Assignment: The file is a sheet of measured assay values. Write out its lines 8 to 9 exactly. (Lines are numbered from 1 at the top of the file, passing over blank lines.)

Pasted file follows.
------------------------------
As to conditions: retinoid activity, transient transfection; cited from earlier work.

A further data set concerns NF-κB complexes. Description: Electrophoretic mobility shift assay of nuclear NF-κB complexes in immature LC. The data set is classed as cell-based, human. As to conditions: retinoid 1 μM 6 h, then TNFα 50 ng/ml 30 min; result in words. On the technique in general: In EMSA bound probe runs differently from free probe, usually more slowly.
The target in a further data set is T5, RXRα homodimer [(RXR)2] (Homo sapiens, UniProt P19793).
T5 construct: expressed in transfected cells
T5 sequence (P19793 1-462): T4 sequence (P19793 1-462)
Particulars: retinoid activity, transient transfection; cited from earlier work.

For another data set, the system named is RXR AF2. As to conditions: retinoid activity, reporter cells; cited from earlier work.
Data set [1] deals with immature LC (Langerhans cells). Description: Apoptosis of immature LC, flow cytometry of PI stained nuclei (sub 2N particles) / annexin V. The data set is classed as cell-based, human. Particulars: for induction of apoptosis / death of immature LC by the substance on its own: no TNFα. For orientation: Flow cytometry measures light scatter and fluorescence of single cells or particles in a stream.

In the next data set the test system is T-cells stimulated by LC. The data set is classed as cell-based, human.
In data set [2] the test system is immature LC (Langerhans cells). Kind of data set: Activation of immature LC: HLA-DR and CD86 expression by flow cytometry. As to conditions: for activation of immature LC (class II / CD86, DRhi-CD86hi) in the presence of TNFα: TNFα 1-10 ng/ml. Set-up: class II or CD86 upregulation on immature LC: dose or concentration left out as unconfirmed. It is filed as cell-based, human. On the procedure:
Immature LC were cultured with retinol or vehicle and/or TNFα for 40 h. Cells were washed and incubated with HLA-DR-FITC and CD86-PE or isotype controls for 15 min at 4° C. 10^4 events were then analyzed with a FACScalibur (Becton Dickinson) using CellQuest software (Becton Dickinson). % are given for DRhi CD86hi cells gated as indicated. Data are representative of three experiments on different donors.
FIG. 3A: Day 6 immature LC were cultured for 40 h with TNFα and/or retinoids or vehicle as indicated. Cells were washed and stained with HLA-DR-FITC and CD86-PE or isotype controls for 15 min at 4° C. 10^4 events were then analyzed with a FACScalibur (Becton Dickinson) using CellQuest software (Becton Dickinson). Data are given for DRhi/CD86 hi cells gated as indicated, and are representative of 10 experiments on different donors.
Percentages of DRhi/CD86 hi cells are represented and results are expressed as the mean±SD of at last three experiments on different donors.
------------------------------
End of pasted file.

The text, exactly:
Data set [1] deals with immature LC (Langerhans cells). Description: Apoptosis of immature LC, flow cytometry of PI stained nuclei (sub 2N particles) / annexin V. The data set is classed as cell-based, human. Particulars: for induction of apoptosis / death of immature LC by the substance on its own: no TNFα. For orientation: Flow cytometry measures light scatter and fluorescence of single cells or particles in a stream.

In the next data set the test system is T-cells stimulated by LC. The data set is classed as cell-based, human.